Are you one step away from a senior leadership role? The secret to getting over the line and being promoted to that new leadership level can be one simple thing: giving yourself permission to lead.
People are often told that in order to move to their next level they need to “work on their leadership.” Except that, confusingly, the feedback they get on how they lead people and teams is already positive. There doesn’t seem to be any question of their leadership skills at all. The issue may not be how they lead others (influencing and facilitating) but rather how they lead the firm (driving the business forward).
Personality research by Joanna Moutafi and colleagues suggests intuitive people – those interested in new possibilities and new things, exploring beyond what is immediately observable – are more likely to reach higher managerial levels. We may or may not have personality dispositions that lean this way, but we can all choose to explore beyond what is immediately in our hand. We can wait until we have the right title to drive the business – but others are looking for us to drive it before they give us the title.
Here are five behaviors to increase your likelihood of promotion to your next level of leadership:
1. Don’t be afraid of doing “strategy.” We can think that strategy is reserved for those with degrees in strategy or for the C-team. We think strategically about what we’re directly responsible for, or directly part of. But when it comes to the business beyond our immediate world of work, it’s not that we don’t care, we just may not presume to engage. Giving ourselves permission to lead means we take the lid off the ceiling that sometimes only we see. Next-level leaders are proactive about generating ideas about how their wider team or organization could drive new growth, taking responsibility beyond their immediate sphere of accountability.
2. Carve out thought leadership windows. Spending real time brainstorming and working through ideas about how to take the wider business forward can feel like a luxury – not part of our “real job.” But for any professional this should be a central part of our role. In order to move to the next level we have to create these windows – in or out of work hours. It can be useful to carve out and prioritize your own regular Thought Leadership Window. Take around two hours a month dedicated to thinking about how to drive medium-long term growth beyond your immediate area of responsibility. This creates momentum and you quickly find that what begins as a conscious decision to give yourself permission to lead soon becomes a habit of thinking beyond your immediate borders.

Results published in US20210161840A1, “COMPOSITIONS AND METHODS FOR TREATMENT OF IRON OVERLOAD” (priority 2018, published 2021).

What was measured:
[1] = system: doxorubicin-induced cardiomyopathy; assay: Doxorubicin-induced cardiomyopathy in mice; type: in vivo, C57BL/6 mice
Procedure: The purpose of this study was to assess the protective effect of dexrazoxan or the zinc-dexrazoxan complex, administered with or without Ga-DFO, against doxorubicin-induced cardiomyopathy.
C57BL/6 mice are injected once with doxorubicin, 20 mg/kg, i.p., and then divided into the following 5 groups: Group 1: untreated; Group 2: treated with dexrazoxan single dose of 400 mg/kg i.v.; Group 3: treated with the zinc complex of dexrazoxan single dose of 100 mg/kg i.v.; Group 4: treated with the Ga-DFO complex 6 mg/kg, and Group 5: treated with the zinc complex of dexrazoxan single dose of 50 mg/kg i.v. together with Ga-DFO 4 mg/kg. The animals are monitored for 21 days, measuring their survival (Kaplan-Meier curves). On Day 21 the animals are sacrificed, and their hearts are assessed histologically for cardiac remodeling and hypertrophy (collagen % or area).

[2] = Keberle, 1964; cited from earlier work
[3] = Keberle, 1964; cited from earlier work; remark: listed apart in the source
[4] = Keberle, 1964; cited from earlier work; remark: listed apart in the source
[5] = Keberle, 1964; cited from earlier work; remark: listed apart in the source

3. Use seasonal elevator messages. We all know about the elevator pitch, but other than when networking externally or looking for a new job, do we really give it any thought? The goal with the seasonal elevator message is to be ready for any brief encounter internally where you discover a window to quickly articulate what you’re working on in this period. You can demonstrate your engagement with the wider firm objectives. So the next time someone says to you in a brief encounter, “How are things going?” rather than just “Fine” / “Great” / “Busy times,” instead be ready to describe briefly what you’re working on that will add value to the firm and help take it forward. Be relaxed and confident but specific. This could be something like, “Great, thanks. We’re looking into how differentiating between X and Y might add more value to customers. There are some interesting possibilities. You?” Suddenly, in their mind, you’re one of the people engaged with “leading the firm” rather than just someone getting on with their tasks — a safe pair of hands who is “fine.”
4. Commit to being interested. People who make breakthroughs in their field, who contribute new ideas and initiate game-changing strategies, are the ones who keep on top of what’s happening. It sounds obvious but in practice it can be hard to find time to actually read our industry news and updates when there is always so much else that requires our immediate attention and energy. But professionals who are serious about moving into more senior leadership stay on top of industry developments beyond just what they need to know. We know what we should read and listen to, but the difference between those who do and those who don’t over a five-year period can be the difference between those who lead and those who don’t.
5. Brainstorm – narrow – test – try. You might ask, “Where should I start?” “What could I initiate that could help us collectively achieve our wider organizational goals?” It’s useful to set a personal challenge of generating five or six new ideas. Scope them out, and then after exploring what’s out there now, what’s most feasible and what best helps achieve your organization’s overarching strategy, narrow down to three. Open them up to real challenge by choosing some trusted colleagues to test them out on, then select one or two to take to your leader. Offer it up for the team as a collective opportunity, but make it clear you are willing to take responsibility for the grunt work to get it off the ground.
It doesn’t matter where the best ideas come from, so long as they come. People who get promoted are regularly those who are already doing the job before they have it. People who get promoted to lead are those who are already driving the firm before it’s part of their official remit. The person holding the key to you getting promoted into leadership… might just be you.
Rebecca Newton teaches Management at LSE and is the Founder and Academic Director of Moncort.org.
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